Proceedings of the Royal Society of London. Series B: Biological Sciences
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Spread of cattle led to the loss of matrilineal descent in Africa: a coevolutionary analysis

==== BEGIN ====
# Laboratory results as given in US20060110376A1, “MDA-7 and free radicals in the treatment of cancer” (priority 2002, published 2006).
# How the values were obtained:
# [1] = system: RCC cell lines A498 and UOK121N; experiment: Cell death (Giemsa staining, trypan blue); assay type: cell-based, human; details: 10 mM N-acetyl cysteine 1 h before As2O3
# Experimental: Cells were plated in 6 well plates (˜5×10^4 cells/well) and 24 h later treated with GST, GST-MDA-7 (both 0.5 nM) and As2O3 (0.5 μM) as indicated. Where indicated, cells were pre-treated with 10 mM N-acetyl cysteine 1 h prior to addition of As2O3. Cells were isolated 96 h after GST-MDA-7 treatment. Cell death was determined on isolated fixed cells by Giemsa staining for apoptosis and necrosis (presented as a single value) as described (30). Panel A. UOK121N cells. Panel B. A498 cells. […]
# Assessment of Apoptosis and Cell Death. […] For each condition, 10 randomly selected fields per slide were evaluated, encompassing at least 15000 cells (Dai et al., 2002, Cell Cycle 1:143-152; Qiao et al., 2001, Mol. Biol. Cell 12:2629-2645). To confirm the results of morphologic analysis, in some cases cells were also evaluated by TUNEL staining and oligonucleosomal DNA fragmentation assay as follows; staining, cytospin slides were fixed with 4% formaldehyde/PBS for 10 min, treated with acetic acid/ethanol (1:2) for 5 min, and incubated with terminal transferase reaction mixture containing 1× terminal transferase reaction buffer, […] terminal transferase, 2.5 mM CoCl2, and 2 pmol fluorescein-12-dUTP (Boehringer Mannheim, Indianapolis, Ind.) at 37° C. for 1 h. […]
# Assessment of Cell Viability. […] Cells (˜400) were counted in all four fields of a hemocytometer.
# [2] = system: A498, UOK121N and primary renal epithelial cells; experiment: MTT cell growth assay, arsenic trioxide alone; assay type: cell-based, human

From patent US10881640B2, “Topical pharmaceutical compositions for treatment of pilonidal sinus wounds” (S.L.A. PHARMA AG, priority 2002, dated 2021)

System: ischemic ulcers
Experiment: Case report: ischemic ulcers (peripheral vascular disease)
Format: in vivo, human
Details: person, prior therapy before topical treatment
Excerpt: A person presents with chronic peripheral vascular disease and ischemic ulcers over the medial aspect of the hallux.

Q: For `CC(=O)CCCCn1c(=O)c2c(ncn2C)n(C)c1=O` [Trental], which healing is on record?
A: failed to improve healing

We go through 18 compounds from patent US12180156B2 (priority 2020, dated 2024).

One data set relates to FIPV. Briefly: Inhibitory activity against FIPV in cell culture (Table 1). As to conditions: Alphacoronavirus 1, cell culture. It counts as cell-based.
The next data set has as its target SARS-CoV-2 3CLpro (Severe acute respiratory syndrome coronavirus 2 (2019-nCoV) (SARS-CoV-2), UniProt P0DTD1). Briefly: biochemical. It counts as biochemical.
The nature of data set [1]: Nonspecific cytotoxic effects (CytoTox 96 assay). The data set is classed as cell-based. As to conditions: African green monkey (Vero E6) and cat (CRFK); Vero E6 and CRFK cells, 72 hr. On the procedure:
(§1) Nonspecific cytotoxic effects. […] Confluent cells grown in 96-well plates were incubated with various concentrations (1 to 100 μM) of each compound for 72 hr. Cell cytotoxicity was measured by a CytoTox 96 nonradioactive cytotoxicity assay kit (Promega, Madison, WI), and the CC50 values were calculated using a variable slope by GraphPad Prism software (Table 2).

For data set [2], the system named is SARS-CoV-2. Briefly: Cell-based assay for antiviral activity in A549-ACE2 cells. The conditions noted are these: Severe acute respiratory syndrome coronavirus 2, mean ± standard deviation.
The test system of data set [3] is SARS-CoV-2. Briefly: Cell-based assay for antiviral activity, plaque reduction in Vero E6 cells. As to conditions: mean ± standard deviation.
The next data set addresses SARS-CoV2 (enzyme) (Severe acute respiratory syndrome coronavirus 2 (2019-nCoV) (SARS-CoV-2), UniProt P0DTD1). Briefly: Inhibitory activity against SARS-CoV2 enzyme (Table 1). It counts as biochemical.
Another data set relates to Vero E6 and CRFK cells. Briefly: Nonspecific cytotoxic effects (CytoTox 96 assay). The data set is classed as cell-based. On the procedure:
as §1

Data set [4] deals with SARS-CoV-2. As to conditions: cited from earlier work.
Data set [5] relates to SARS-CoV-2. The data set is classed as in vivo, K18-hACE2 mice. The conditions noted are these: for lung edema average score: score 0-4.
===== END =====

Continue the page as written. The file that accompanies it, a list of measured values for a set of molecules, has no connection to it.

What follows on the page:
Matrilineal descent is rare in human societies that keep large livestock. However, this negative correlation does not provide reliable evidence that livestock and descent rules are functionally related, because human cultures are not statistically independent owing to their historical relationships (Galton's problem). We tested the hypothesis that when matrilineal cultures acquire cattle they become patrilineal using a sample of 68 Bantu– and Bantoid–speaking populations from sub–Saharan Africa. We used a phylogenetic comparative method to control for Galton's problem, and a maximum–parsimony Bantu language tree as a model of population history. We tested for coevolution between cattle and descent. We also tested the direction of cultural evolution––were cattle acquired before matriliny was lost? The results support the hypothesis that acquiring cattle led formerly matrilineal Bantu–speaking cultures to change to patrilineal or mixed descent. We discuss possible reasons for matriliny's association with horticulture and its rarity in pastoralist societies. We outline the daughter–biased parental investment hypothesis for matriliny, which is supported by data on sex, wealth and reproductive success from two African societies, the matrilineal Chewa in Malawi and the patrilineal Gabbra in Kenya.